Church membership totaled 108, with 89 confirmed members and 17 Sunday School in 1975…

On Monday, May 16, 2011 there was a fire at this church.  News reports had members saying they will conduct Sunday Services on the lawn of the church if need be this coming Sunday.  It was a sight to see this church in flames.



Wimbledon began as an inland post office in the home of John H. Gibson in the Pierce Township called “Gibson”.  The Post Office Department does not list such a post office and it is likely that Gibson was merely a letter drop on a star route.

When the Soo line was built through the area in 1893, the site was selected for a town, the land donated by Mr. Gibson.  A post office was established on July 26, 1893 with Tollef S. Tollefson the postmaster and the office was named Wimbledon for Mr. Gibson’s birth place in England.  Platted in December, 1893, the town enjoyed a rapid growth and soon became the major trading center of the area.  At one time, at the turn of the century, there were eight grain elevators situated at Wimbledon, handling 800,000 bushels of grain a year.  The largest farm implement business in the entire state was also located in Wimbledon.  The city boasted of a modern race track and was the center of horse racing in eastern North Dakota.

The community has shown a remarkable ability to work together to build a better community.  Evidence of this spirit is the desire to preserve the heritage of the area and the museum complex which is constantly being improved as funds are available.



The community known as Urbana began in 1881 when settlers began to assemble in that area.  Among those settling at that time were Jim Creighton, Tim Weatherbee, Charles Flynn, Harvey Harrison, Tom Davis, George Allan, E. J. Hayes, Burton Young, Goran Johnson, Fred Dibble and Albert Conley.

The Northern Pacific Railroad had passed through the community in 1872.  Grain was then loaded directly into railroad cars from the farmers’ wagons until 1903 when an elevator was built.  Three years later a store was built by George Whipple south of the railroad near the elevator.  Another elevator was built in 1916.  A post office was established in the store on April 22, 1907 with Everett T. Phelps the first postmaster.  In July George Whipple became the postmaster and continued in that capacity for fifteen years, when Irene Hayes was appointed until the offices was discontinued on January 15, 1923.

The town was platted June 12, 1910 by George Whipple and Albert Sayre and was named Urbana from a town in Illinois.

School in the community was held first in the attic of a farm home just north of the village but in 1883 a school building was built in the village and operated from that date to 1962.  A total of 57 teachers taught in that school over the years.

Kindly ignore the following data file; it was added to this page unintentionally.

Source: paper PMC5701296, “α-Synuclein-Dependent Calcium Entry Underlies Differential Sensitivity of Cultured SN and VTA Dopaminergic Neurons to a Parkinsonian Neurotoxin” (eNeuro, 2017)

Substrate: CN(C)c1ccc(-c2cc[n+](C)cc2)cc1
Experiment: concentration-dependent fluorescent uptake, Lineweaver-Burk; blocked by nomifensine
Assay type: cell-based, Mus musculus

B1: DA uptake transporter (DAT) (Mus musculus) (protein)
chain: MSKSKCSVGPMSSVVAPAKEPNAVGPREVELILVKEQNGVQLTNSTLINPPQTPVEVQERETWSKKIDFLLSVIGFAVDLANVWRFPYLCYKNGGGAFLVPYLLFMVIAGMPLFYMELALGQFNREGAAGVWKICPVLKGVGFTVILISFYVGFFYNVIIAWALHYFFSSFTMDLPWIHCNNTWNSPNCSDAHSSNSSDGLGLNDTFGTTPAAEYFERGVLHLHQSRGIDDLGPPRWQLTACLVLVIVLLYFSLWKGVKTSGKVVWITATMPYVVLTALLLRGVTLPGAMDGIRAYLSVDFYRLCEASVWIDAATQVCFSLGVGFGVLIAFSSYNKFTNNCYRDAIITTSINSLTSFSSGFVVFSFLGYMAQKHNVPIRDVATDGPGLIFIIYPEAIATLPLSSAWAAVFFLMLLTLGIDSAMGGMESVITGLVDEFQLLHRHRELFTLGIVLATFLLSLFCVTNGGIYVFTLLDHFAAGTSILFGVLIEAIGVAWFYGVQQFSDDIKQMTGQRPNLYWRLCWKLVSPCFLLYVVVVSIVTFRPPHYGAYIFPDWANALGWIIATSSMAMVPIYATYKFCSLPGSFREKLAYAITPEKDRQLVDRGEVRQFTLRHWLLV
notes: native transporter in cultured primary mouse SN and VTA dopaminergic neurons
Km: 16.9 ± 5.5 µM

In 1923 the store was moved by E. J. Hayes from south of the railroad to the newly built State Highway # 10, which passed close to the school.  E. J. Hayes operated the store and farmed until his son Ivan took over the management of the store.  The store became a very busy place and customers came from miles around to do their trading there, as well as socialize a bit and learn of the latest news.  In the winter it was a place of shelter in time of storm.

After the death of Ivan Hayes, the store was taken over by Lester and Adeline Knutson who operated it for several years before John and Lila Peterson, who operated it until it was dissembled in 1964.

As some would say, Urbana is just a wide place in the road, but to others it made for fond memories of the store and the many good times in the one room rural school.



Sanborn was first called “Sixth Siding” by the Northern Pacific Railroad because its railroad siding was the sixth siding west of Fargo.

Sanborn came into being in 1877 when G. T. Bauder named it after George G. Sanborn, then the treasurer   of the railroad.  Bauder, a former railroad employee apparently had an agreement with the railroad to start a village at the site of the siding.

The first settlers, five in number, arrived in 1879.  Bauder applied for a post office and it was established in 1879 with Lizzie Bauder as Postmaster.  Five months later L

Louis Lenham was the Postmaster and he is identified with George Lenham as the prime promoters of the village of Sanborn.  G. T. Bauder then sold his interest in the town site to George Lenham and in September of 1880 the first store was opened by George Lenham.  On June 4, 1880 the village was platted by Louis Lenham.

Much land was owned south of Sanborn by J. A. Christian, a wealthy miller in Minneapolis.  R. S. Munger also owned 26 sections of land south of the village.  I. W. Barnum, a brother of P. T. Barnum of circus fame, owned several sections of land in and around Sanborn and was an investor in property in Sanborn.  He was an avid boomer of the area and talked many New Yorkers into investing in Barnes County land.

AM Pease, a land agent, had an interest in land and also in the leading hotel as well as in the Lenham Bank.  He later ran for position of County Treasurer and after being elected, absconded with the entire county fund, including about $35,000 which had been voted for the purpose of building a new courthouse.